Computer scientist Ignacio Laguna is part of a team of LLNL researchers awarded the prestigious Hans Meuer Award. The award honors the most outstanding research paper submitted to the International Supercomputing Conference High Performance Conference (ISC23) in Hamburg, Germany on May 222023. 

The team was recognized for their paper, “Expression Isolation of Compiler-Induced Numerical Inconsistencies in Heterogeneous Code,” which introduces a tool the collaborators developed for identifying the sources of inconsistencies in a code’s calculations. The tool, called Compiler-induced Inconsistency Expression Locator (CIEL), helps scientists efficiently find and fix the root cause of numerical disparities.

When programmers compile their code for a given application, optimizing or updating the compiler they use can affect how the code runs, “which creates a problem for scientists,” Laguna says. This may result in different outputs for the same computation, affecting the reliability of the calculation and the reproducibility of scientific results. These are the discrepancies CIEL aims to find, with applications ranging from weather forecasting to hydrodynamics energy calculations.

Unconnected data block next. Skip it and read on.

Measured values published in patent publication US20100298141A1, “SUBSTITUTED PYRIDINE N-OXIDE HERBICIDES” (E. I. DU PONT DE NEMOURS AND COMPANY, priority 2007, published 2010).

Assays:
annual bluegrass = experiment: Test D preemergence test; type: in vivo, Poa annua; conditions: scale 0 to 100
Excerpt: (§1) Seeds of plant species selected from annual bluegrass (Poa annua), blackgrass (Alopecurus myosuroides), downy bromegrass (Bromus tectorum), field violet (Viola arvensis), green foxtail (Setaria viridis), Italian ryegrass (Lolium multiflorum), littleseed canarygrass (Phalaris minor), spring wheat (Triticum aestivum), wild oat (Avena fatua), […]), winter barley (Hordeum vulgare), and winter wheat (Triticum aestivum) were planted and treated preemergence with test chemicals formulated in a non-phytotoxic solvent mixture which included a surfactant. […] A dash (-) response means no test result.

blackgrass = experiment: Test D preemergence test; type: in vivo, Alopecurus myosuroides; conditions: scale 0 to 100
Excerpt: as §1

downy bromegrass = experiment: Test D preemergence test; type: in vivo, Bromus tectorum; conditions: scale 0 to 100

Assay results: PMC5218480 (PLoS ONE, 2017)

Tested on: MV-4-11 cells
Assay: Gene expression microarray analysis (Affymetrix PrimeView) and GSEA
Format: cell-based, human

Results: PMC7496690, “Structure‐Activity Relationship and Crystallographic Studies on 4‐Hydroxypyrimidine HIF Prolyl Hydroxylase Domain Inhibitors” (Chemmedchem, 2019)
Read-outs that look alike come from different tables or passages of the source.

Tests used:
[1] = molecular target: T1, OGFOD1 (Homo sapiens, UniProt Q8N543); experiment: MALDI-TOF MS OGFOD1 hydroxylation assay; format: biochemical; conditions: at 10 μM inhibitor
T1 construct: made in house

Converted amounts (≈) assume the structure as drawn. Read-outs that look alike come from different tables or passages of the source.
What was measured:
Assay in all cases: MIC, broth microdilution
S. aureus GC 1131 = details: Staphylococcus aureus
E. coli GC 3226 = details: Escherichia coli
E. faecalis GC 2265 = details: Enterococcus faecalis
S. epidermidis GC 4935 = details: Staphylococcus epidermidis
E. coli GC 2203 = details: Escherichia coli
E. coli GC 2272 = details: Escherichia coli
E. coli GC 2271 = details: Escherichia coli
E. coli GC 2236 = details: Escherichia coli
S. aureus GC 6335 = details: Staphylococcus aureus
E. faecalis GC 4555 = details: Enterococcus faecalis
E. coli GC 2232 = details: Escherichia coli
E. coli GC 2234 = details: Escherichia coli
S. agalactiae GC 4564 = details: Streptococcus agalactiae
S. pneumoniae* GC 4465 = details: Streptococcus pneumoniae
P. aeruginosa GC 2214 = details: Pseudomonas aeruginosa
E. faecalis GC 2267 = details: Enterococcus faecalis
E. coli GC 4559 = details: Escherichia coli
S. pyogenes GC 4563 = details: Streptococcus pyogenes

Though this effect is well-known within the precision computing community, the search for a solution has been a manual effort in the past.

Simulations run at the Lab can require up to millions of lines of code. With such large applications, it’s difficult—if not impossible—to find which specific line is causing a problem by hand.

“It’s like if I give you a book with thousands of words, and you know there’s a problem in one chapter’s sentence,” explains Laguna, who leads the Parallel Systems Group in LLNL’s Center for Applied Scientific Computing. “How do you go and find that?”

To date, CIEL is the only automated tool that can isolate these inconsistencies. And it does so very efficiently: CIEL can locate the source of the disparities with over 99% precision. 

This is Laguna’s second time winning the Hans Meuer Award. He states, “It’s very exciting. Sometimes, you’re lucky enough to submit a paper that the reviewers like a lot, but that’s usually once in a lifetime. This is the second time, so it’s surprising and I’m very grateful.”

Laguna shares the award with his co-authors, Dolores Miao and Cindy Rubio-González, from the University of California, Davis. CIEL’s source code is publicly available.

—Anashe Bandari